Raise your hand if you have never heard of Billie Jean King? No one? Everyone knows who she is? I thought that was the case. Now let’s talk about the other eight women who, with King, changed women’s tennis forever. If you can name them or what they did without Googling it you win a prize because I didn’t know. I consider myself pretty knowledgeable when it comes to sports; fluent and obsessed with some and conversant in others. I was embarrassed to learn that had never heard of the “Original 9” or what they did in any detail. Thankfully, this year these women were honored and I was educated.
Two out tennis legends, Billie Jean King and Rosie Casals, were honored last week alongside seven other women who changed tennis: Nancy Richey, Kerry Melville, Peaches Bartkowicz, Kristy Pigeon, Judy Dalton, Valerie Ziegenfuss and Julie Heldman. In 1970, two years before Title IX and three before King took on Bobby Riggs in the “Battle of the Sexes,” the “Original 9” signed contracts, for one dollar, with the publisher of World Tennis magazine and agreed to start a series of women’s professional tennis tournaments.
Billie Jean King, Ana Ivanovic of Serbia and Rosie Casals (Getty)
The nine women were protesting pay disparities in which women were often paid ten times less than their male counterparts at a given tournament. For example, in 1970 King received $600 for winning the Italian Open while the men’s champion received $3,500. The Women’s Tennis Association (WTA) tour was formed in 1973 over the objections of the tennis establishment that threatened to bar these women from the major championships if they broke away from the US Tennis Association (USTA).
The Family Circle Cup, which honored these women last week, offered $100,000 in prize money for its first women’s tournament in 1972. Rosie Casals won that first tournament and the insane, at the time, sum of $30,000 (by comparison this year’s champion, Serena Williams, took home $115,000). The gamble these women made in 1970 paid off for them and for the future of women’s tennis. Their legacy has been taken up by the next generation of tennis players. Venus Williams, inspired by King, was instrumental in convincing the organizers of Wimbledon, who were the last hold outs of the major championships, to give equal prize money to men and women. Now, all of the major tennis championships boast equal prize money for men and women.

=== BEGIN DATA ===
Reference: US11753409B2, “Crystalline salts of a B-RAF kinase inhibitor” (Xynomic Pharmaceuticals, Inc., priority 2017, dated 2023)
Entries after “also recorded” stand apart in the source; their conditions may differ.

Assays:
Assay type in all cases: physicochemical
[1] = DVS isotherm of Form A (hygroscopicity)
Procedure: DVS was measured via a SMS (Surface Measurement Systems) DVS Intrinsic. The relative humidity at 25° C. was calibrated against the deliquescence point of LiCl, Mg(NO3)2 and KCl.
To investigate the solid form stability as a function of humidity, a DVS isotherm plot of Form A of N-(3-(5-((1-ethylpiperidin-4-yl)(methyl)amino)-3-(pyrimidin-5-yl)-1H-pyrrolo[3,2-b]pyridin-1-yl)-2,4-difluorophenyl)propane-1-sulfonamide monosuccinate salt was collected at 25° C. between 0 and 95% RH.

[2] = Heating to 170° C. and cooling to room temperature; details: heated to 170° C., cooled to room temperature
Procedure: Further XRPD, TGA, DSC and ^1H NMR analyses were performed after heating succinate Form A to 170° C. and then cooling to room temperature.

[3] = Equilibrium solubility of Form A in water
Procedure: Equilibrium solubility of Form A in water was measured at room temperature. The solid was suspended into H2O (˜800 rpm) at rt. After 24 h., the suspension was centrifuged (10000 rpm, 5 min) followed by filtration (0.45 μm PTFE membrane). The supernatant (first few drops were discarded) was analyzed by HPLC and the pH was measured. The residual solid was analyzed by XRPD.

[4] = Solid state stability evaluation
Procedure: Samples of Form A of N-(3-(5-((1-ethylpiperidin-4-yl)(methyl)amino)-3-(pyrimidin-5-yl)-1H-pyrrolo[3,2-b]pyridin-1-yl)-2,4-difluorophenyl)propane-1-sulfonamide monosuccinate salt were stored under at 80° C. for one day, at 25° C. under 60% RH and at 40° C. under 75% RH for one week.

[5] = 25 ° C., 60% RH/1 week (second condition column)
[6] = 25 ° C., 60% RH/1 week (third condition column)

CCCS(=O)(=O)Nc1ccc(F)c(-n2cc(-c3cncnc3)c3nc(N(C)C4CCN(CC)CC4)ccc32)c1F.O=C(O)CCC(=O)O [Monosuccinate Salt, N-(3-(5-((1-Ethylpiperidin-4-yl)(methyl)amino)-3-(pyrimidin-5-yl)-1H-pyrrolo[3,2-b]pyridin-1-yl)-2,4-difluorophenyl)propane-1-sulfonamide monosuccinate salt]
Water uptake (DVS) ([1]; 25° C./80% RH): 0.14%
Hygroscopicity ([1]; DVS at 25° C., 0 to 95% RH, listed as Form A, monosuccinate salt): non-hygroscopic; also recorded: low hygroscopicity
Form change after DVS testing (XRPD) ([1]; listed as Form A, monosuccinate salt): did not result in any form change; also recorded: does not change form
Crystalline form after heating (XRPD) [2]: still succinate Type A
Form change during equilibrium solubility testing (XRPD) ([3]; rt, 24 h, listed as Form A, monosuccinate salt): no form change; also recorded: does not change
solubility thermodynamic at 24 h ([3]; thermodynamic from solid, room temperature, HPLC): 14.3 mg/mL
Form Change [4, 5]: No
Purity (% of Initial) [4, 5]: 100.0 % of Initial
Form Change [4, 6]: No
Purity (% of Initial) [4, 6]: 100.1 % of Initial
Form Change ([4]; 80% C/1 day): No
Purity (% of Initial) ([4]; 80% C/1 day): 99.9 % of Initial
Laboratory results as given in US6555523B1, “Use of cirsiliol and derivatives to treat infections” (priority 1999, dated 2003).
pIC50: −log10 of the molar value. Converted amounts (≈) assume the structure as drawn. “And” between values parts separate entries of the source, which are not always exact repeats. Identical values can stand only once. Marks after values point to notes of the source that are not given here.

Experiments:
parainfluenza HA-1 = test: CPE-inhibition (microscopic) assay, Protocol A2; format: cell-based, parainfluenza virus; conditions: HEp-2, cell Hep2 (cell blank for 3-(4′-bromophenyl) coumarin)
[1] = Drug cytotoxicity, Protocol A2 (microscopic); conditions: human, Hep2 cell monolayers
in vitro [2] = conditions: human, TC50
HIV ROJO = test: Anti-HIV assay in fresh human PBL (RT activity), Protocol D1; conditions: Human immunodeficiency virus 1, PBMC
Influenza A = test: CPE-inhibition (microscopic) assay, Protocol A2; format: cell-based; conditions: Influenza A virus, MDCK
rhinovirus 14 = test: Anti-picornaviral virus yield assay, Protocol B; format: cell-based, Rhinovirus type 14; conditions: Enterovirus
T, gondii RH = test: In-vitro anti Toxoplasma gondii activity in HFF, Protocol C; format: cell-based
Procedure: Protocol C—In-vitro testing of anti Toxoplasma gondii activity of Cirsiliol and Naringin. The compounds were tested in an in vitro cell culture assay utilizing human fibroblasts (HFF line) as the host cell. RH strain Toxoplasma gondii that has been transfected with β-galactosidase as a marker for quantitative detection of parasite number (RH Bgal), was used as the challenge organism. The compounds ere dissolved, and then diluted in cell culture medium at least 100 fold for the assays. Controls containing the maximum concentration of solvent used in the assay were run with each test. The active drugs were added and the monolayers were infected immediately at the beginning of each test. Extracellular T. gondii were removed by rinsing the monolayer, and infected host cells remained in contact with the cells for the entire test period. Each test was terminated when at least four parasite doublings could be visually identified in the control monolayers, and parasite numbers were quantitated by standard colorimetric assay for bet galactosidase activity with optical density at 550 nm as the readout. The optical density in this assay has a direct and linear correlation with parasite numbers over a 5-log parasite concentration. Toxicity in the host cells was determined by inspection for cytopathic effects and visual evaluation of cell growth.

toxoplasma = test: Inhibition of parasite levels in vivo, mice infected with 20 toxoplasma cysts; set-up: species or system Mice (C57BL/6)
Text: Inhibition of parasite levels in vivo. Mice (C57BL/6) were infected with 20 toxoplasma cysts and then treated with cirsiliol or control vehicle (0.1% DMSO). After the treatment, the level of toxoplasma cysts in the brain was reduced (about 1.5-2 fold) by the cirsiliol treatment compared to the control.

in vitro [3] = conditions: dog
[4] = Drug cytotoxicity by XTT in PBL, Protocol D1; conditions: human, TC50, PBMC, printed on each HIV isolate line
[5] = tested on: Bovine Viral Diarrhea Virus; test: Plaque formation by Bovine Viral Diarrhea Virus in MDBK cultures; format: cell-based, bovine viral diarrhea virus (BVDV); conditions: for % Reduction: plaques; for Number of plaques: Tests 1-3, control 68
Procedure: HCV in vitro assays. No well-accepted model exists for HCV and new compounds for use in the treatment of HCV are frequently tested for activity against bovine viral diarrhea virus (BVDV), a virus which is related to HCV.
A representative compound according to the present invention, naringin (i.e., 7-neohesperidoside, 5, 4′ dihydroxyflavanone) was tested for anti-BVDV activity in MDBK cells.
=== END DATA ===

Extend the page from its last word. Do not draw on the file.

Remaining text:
Julie Heldman, Nancy Richey, Doris Hart (non-playing captain), Mary Ann Curtis, Billie-Jean King and Peaches Bartkowicz
With the 40th anniversary of Title IX and the 40th anniversary of the Family Circle Cup this year has already been an opportunity for me to explore the history or women’s sports and bring into focus that which had been smudged by time. As I read more about the women (and men) who changed sports for the lucky ones who came after, the picture moves closer, the edges become sharper, and I pick up important features I missed. Sure, I knew of Billie Jean King and much of what she did for women’s sports and equality over the years but I was woefully uninformed about the other people who helped her make those changes.
As King and Casals stated in the interview they gave last week, as the frontiers of women’s sports expand, sports help to bring people together the same way that music and art do, and that sports can bridge gaps of language, culture, and beliefs. The “Original 9” used their sport to come together to make a courageous and spectacular change for all girls and women who play sports. We’re all lucky, whether we play sports or not, that they did.
Did you know who the “Original 9” were? What do you think are the next frontiers for female athletes?